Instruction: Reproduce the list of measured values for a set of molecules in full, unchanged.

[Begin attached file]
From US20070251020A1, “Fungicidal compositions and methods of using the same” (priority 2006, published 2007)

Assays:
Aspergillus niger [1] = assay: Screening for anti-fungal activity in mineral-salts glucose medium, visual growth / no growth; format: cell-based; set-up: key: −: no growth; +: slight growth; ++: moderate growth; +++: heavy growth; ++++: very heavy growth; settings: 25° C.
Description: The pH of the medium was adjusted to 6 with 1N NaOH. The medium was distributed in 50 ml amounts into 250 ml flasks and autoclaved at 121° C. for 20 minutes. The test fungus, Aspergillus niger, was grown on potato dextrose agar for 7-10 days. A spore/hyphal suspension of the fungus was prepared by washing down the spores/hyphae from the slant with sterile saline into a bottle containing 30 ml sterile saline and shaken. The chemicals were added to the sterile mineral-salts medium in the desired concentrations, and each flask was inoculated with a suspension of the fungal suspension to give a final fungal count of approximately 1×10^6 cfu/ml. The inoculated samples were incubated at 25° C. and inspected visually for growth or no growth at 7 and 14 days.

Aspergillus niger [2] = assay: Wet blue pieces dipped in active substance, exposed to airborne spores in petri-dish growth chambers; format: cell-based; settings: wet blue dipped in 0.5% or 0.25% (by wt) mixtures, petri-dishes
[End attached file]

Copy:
From US20070251020A1, “Fungicidal compositions and methods of using the same” (priority 2006, published 2007)

Assays:
Aspergillus niger [1] = assay: Screening for anti-fungal activity in mineral-salts glucose medium, visual growth / no growth; format: cell-based; set-up: key: −: no growth; +: slight growth; ++: moderate growth; +++: heavy growth; ++++: very heavy growth; settings: 25° C.
Description: The pH of the medium was adjusted to 6 with 1N NaOH. The medium was distributed in 50 ml amounts into 250 ml flasks and autoclaved at 121° C. for 20 minutes. The test fungus, Aspergillus niger, was grown on potato dextrose agar for 7-10 days. A spore/hyphal suspension of the fungus was prepared by washing down the spores/hyphae from the slant with sterile saline into a bottle containing 30 ml sterile saline and shaken. The chemicals were added to the sterile mineral-salts medium in the desired concentrations, and each flask was inoculated with a suspension of the fungal suspension to give a final fungal count of approximately 1×10^6 cfu/ml. The inoculated samples were incubated at 25° C. and inspected visually for growth or no growth at 7 and 14 days.

Aspergillus niger [2] = assay: Wet blue pieces dipped in active substance, exposed to airborne spores in petri-dish growth chambers; format: cell-based; settings: wet blue dipped in 0.5% or 0.25% (by wt) mixtures, petri-dishes